There are a lot of people to bring up when we talk about ADHD history, so each of these posts will feature an interesting person that has been relevant in diagnosis, classification, medication, or treatment.

If you have a notable person in ADHD history that you’d like me to write about, please drop a comment below or tweet using #GlitterBrainBlog.

On to today’s notable – Professor Virginia Douglas!

As a woman, it’s deeply meaningful to me that another woman had such a profound impact on the study, classification and treatment of ADHD.

All of the sciences, both natural and social, have been so historically male-dominated, so I was pleasantly surprised to discover Virginia Douglas in my quest for knowledge.

If you’re interested, I’ve linked to her obituary in the references below. She seemed like a really cool woman, ahead of her time, who didn’t once acknowledge that her gender could somehow disqualify her from doing important work in the field she loved: psychology.


Virginia Douglas was a Canadian psychologist, a professor at McGill University in Montreal, Canada, a noted researcher, and an influential contributor in the study and classification of ADHD.

Virginia was born January 28, 1927, in London, Ontario to James Clifford Baker and Isabel Morton Hird.

She studied English and history at Queen’s University in Kingston, Ontario, receiving a Bachelor of Arts degree there in 1948. She moved with her first husband W.J. Murray Douglas to Sarnia, Ontario, where she spent time working as a social worker for the Children’s Aid Society, possibly piquing her interest in child psychology.

When her husband had the opportunity to complete a Master’s Degree at the University of Michigan, Virginia was able to do the same – receiving first a Master’s in social work in 1955, and second a Master’s in psychology in 1956. She then moved on to receive a PhD in psychology in 1958, also from the University of Michigan.

Fun fact: The University of Michigan started to let women enroll beginning in 1870, over 50 years after it had been founded in 1817.

In 1958, Virginia joined the faculty at McGill University in Montreal, Quebec. She expanded the clinical psychology program from a Master’s degree program to a PhD program based on the scientist-practitioner model that she had learned at University of Michigan.

Through the 1960s, she was invited to participate in conferences at Penticton and Couchiching, which focused on Canadian advances in clinical psychology and training.

In 1971, Virginia served as President of the Canadian Psychological Association (CPA), during which time she co-authored the book “The Future of Canadian Psychology”, which outlined a detailed recourse for training.

In 2004, she was awarded CPA’s Gold Medal for Distinguished Lifetime Contributions to Canadian Psychology.

Virginia loved boating, swimming, and any activity on or in the water. She was an avid fan of traveling to Barbados, where she assisted her second husband John Lewis – a marine biologist – in collecting specimens.

Virginia remained at McGill university until 2015, when she retired to Halifax, Nova Scotia. She died there on December 8, 2017, just shy of her 91st birthday.


Virginia loved research, science, and psychology, and a lot of her work as a faculty member was influenced by the scientist-practitioner model that she learned at the University of Michigan, and later implemented at McGill University.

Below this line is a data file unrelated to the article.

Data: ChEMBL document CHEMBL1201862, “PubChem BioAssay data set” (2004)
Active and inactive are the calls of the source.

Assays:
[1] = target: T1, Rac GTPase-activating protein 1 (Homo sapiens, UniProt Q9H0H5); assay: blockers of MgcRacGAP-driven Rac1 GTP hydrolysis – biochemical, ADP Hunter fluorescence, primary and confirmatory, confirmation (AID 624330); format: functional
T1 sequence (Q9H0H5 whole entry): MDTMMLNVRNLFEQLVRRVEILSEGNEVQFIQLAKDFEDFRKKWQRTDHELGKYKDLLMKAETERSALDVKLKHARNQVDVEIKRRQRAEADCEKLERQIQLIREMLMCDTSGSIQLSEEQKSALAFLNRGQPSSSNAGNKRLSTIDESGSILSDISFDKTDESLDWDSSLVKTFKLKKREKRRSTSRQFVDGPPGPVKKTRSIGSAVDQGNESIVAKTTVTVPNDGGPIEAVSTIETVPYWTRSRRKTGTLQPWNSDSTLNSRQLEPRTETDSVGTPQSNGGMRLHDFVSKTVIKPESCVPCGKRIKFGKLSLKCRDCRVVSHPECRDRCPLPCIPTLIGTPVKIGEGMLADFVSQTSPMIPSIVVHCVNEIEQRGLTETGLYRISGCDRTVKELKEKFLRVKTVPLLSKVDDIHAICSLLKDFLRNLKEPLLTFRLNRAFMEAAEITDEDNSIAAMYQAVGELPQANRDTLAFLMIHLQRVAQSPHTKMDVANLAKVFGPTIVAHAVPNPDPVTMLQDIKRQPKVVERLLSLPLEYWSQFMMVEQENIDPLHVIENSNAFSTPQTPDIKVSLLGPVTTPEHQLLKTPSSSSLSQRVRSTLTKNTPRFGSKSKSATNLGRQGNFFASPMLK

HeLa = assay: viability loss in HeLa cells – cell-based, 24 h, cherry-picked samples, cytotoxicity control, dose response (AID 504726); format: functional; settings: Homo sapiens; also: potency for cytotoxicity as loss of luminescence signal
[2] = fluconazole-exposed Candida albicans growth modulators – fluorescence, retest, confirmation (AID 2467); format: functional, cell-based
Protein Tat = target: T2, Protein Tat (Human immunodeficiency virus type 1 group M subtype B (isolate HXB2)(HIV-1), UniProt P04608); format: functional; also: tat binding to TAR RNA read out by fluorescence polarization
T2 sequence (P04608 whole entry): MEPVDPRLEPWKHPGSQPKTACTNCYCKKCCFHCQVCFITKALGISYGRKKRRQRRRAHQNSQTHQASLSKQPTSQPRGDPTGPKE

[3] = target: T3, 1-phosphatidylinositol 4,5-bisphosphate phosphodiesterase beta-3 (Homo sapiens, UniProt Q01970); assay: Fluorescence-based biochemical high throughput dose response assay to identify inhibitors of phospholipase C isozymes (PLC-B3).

The purpose of the scientist-practitioner model is to increase scientific growth within clinical psychology. The model aims for graduate programs to develop students’ backgrounds in theory, field work and research methodology.

The goal of the scientist-practitioner model is for budding clinical psychologists to allow empirical research to influence their practice post-graduation, and allow their in-program work to shape the future of research.

Contributions to Study of ADHD

Virginia’s interest shifted to ADHD, or what was at the time called hyperkinetic impulse disorder, while completing a clinical workshop at the Montreal Children’s Hospital. This role greatly influenced the remainder of her life’s work.

In 1971, Virginia presented her work entitled “Stop, look, and listen! The problem of sustained attention and impulse control in hyperactive and normal children” to the CPA. This groundbreaking theory posited that deficits in sustained attention and impulse control were critical components of hyperkinetic impulse disorder; possibly more so than hyperactivity.

In 1972, the work was published as an article in the Canadian Journal of Behavioural Science, and forever changed the way we viewed ADHD – as more than a problem with hyperactivity. Her work led to the change in name in the DSM-III in 1980 to Attention Deficit Disorder (ADD) with or without hyperactivity.

Virginia’s work outlined a three-component model to explain how ADHD affected cognitive functioning: Attentional (effortful attention), Inhibitory (impulse control), and Strategic (organizational processes). She theorized that deficits in one or more component correlated to the difficulties experienced by people with ADHD.

Virginia also researched the effects of Methylphenidate (the stimulant found in Ritalin and Concerta) on cognitive processing, and as a treatment option for ADHD.

Virginia’s works for many years were the most-cited and referenced papers on ADHD, and her legacy in the field is undeniable.


In no particular order or citation style:

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